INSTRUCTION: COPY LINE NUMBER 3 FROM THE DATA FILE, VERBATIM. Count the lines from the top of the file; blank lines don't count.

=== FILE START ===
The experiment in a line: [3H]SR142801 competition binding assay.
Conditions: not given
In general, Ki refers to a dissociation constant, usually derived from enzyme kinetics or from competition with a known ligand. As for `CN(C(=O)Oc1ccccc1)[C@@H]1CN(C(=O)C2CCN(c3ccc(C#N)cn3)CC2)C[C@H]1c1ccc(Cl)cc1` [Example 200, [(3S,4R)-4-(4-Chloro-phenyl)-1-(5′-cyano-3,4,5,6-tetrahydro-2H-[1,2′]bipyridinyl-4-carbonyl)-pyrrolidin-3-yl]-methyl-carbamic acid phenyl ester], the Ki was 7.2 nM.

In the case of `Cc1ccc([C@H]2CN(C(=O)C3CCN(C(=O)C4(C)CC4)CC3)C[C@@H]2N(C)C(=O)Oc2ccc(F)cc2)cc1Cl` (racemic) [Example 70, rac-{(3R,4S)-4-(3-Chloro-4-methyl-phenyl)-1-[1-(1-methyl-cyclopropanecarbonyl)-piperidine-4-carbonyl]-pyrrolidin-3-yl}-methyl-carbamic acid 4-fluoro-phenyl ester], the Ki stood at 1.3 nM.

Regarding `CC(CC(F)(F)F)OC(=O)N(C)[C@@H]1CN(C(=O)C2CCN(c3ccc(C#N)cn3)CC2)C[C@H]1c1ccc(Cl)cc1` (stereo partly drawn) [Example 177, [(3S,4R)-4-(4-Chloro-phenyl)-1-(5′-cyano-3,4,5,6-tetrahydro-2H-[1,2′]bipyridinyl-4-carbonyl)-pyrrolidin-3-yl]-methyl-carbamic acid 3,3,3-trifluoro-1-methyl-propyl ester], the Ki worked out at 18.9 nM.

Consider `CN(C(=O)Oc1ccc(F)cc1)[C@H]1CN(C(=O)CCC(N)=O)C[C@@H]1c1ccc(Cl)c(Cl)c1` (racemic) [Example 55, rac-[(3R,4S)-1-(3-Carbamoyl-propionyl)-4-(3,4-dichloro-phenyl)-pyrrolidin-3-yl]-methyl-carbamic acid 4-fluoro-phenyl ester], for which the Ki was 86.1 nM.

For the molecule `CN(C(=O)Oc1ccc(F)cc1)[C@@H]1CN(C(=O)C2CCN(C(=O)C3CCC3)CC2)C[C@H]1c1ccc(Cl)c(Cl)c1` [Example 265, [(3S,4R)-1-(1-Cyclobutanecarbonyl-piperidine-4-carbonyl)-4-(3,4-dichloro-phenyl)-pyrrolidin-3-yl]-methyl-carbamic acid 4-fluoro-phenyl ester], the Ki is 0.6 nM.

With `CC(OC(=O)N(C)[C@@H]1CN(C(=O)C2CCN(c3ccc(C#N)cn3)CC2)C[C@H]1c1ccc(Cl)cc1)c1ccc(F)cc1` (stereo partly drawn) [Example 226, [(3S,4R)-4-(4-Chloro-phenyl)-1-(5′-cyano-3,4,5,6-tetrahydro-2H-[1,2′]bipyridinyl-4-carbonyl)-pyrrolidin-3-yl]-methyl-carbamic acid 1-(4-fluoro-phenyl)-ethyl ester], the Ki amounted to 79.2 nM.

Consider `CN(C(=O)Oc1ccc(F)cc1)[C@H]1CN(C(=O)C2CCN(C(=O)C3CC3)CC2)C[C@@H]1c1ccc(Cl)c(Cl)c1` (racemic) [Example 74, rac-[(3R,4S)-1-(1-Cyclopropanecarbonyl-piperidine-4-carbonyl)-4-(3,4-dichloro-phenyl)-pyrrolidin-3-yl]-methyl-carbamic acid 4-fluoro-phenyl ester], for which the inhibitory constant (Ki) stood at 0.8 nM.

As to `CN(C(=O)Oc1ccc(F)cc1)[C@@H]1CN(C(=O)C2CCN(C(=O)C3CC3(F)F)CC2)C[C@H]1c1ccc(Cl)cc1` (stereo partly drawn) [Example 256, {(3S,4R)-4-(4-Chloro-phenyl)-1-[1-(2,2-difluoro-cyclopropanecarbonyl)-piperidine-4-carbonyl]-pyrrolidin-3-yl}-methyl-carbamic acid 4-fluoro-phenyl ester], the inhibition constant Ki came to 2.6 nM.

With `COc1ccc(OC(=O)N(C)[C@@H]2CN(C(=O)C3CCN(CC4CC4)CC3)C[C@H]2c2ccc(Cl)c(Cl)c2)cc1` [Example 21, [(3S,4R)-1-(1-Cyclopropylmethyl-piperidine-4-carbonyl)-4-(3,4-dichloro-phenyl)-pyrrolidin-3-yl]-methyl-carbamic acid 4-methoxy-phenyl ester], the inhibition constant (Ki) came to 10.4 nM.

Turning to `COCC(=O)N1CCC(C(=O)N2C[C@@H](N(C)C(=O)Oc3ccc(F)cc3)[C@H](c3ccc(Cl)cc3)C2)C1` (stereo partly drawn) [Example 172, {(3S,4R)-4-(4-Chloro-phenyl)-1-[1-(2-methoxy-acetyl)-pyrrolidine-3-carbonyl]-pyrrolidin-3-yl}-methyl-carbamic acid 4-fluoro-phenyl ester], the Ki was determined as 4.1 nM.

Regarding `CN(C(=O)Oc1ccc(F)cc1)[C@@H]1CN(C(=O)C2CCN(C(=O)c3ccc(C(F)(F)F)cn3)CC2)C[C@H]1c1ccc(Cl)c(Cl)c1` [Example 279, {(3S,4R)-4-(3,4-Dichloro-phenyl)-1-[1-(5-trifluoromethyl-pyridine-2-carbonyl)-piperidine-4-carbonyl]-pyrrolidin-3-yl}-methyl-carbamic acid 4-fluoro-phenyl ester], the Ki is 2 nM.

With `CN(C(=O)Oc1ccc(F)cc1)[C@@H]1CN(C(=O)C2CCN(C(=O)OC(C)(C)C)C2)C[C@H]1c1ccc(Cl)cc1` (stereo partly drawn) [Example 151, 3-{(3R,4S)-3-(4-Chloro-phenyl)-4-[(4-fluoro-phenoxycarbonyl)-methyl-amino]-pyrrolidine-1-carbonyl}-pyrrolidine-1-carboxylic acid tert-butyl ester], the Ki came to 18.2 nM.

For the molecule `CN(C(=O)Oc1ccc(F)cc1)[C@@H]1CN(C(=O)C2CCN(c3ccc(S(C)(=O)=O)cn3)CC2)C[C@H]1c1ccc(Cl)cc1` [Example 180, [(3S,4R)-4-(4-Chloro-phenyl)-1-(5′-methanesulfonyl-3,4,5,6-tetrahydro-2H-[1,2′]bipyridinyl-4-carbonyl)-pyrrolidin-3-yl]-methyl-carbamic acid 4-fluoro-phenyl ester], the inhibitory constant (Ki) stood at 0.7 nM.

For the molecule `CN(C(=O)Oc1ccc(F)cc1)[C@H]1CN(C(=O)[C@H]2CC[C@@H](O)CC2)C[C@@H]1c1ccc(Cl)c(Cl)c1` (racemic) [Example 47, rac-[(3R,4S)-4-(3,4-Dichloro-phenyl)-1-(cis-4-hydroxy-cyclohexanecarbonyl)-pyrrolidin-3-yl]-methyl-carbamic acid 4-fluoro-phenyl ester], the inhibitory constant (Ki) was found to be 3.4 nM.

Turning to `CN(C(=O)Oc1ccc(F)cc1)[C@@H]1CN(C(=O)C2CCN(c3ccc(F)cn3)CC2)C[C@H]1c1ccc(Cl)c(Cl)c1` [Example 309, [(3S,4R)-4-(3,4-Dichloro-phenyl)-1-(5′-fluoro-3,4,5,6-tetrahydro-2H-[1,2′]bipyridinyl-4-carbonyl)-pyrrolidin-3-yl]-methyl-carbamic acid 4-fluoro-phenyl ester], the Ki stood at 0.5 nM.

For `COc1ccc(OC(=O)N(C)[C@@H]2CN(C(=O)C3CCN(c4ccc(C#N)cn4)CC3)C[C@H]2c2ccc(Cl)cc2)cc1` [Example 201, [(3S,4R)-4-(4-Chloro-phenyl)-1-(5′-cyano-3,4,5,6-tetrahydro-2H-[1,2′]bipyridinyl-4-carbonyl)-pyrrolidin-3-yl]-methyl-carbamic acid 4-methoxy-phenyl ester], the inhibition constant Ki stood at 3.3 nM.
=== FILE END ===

In general, Ki refers to a dissociation constant, usually derived from enzyme kinetics or from competition with a known ligand. As for `CN(C(=O)Oc1ccccc1)[C@@H]1CN(C(=O)C2CCN(c3ccc(C#N)cn3)CC2)C[C@H]1c1ccc(Cl)cc1` [Example 200, [(3S,4R)-4-(4-Chloro-phenyl)-1-(5′-cyano-3,4,5,6-tetrahydro-2H-[1,2′]bipyridinyl-4-carbonyl)-pyrrolidin-3-yl]-methyl-carbamic acid phenyl ester], the Ki was 7.2 nM.